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BC economy shrank in 2008 despite Liberal claims

New figures from Statistics Canada show the British Columbia economy shrank in 2008, performing below the national average. The drop came despite past assurances from government finance ministers that the economy was growing.

“In British Columbia, [Gross Domestic Product] fell 0.3 percent, its first decline since 1982,” said an April 27 newsletter from StatsCan. That was worse than most other provinces. Nationally the GDP grew an average of 0.5 percent.

The drop is in contrast with the picture painted by successive B.C. Liberal Party finance ministers. Presenting the 2008-2009 budget, her last before resigning, Carole Taylor said the government was forecasting 2.4 per cent growth for 2008.

The province would fare better in bad times than the United States and the rest of Canada, she said at the time.

And here's what current Finance Minister Colin Hansen had to say in Nov. 2008 when the province, we now know, was already in recession: “British Columbia, according to all the leading economists, can still anticipate positive economic growth through this very difficult time.”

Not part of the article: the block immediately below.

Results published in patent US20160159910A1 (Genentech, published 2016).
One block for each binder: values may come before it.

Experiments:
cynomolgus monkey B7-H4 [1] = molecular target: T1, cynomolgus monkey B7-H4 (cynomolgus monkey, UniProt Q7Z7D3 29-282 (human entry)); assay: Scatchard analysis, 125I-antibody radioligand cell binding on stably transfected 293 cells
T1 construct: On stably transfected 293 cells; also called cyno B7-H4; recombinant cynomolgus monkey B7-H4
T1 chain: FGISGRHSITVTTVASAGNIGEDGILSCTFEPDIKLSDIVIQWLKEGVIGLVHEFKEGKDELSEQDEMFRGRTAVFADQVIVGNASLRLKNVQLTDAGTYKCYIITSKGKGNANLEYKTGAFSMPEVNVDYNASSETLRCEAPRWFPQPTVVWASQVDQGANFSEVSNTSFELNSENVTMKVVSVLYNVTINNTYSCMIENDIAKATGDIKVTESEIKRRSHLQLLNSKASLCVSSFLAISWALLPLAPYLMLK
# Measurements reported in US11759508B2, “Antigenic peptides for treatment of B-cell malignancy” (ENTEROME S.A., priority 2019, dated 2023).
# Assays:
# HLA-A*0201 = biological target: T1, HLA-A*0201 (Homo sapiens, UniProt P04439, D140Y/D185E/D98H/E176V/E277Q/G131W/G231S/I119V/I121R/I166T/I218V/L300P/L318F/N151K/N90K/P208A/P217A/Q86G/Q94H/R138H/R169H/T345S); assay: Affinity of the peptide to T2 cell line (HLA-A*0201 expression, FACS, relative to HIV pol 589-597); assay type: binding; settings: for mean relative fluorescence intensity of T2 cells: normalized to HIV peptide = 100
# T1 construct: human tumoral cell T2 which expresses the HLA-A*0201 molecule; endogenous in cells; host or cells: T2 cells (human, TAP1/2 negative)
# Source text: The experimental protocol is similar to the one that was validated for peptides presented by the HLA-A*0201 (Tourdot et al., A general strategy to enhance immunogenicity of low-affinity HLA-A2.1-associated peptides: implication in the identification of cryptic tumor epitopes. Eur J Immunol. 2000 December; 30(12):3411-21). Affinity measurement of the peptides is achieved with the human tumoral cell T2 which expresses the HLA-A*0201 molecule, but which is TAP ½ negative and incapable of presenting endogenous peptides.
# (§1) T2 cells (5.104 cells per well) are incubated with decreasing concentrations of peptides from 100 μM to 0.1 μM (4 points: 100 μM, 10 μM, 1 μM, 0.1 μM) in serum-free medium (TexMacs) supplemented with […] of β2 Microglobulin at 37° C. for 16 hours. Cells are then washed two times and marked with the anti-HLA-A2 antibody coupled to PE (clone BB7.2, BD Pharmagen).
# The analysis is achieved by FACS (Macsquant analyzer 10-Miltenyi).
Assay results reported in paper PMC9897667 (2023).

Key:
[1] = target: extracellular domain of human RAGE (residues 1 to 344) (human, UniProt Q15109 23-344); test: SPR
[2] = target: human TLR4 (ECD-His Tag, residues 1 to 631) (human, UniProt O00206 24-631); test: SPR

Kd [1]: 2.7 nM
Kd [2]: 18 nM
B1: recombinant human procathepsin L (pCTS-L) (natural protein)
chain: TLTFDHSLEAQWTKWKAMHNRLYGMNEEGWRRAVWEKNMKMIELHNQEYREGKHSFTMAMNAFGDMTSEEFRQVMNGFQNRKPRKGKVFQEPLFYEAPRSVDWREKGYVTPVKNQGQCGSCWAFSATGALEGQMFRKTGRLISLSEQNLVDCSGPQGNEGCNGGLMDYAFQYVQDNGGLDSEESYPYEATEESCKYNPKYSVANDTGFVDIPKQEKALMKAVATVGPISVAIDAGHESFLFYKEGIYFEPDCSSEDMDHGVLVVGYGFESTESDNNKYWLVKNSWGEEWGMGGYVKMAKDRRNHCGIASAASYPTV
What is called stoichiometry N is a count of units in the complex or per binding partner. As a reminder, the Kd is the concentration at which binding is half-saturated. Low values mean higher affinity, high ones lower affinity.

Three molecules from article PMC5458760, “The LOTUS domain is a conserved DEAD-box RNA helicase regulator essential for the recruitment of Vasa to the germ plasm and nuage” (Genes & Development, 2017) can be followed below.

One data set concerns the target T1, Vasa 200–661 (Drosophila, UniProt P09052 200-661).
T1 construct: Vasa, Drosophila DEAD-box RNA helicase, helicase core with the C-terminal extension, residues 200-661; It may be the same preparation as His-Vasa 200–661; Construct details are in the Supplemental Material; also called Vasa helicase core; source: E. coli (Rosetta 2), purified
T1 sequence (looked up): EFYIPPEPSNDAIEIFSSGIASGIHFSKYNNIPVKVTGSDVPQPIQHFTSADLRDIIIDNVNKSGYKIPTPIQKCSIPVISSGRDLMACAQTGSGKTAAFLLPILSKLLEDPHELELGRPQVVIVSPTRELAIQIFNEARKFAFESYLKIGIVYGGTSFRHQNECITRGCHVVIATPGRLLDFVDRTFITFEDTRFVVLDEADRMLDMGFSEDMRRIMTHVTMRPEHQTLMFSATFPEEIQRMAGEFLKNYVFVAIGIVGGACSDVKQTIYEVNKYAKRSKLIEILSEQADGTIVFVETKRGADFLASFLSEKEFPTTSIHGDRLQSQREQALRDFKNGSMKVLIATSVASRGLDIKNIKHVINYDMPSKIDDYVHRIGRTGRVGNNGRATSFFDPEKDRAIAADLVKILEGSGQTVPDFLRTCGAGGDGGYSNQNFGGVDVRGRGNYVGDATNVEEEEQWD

The 2009-2010 budget, which Hansen presented in February, was based on a projected GDP drop of 0.9 percent.

Hansen did not return a call by posting time.

According to StatsCan, only Ontario had a greater drop in GDP than B.C. in 2008, with a shrinking of 0.4 percent. Saskatchewan's economy led growth, with a 4.4 percent surge.

“British Columbia's forestry products were hit by falling export demand,” noted StatsCan. “Logging production fell 18 percent, while wood products manufacturing declined 21 percent.” Personal spending was also down, it said.

The Tyee reported in March 2008 that despite signs the province was entering a recession the government was doing little to acknowledge the severity of the situation, let alone to address it.

Andrew MacLeod is The Tyee’s Legislative Bureau Chief in Victoria. Reach him here.

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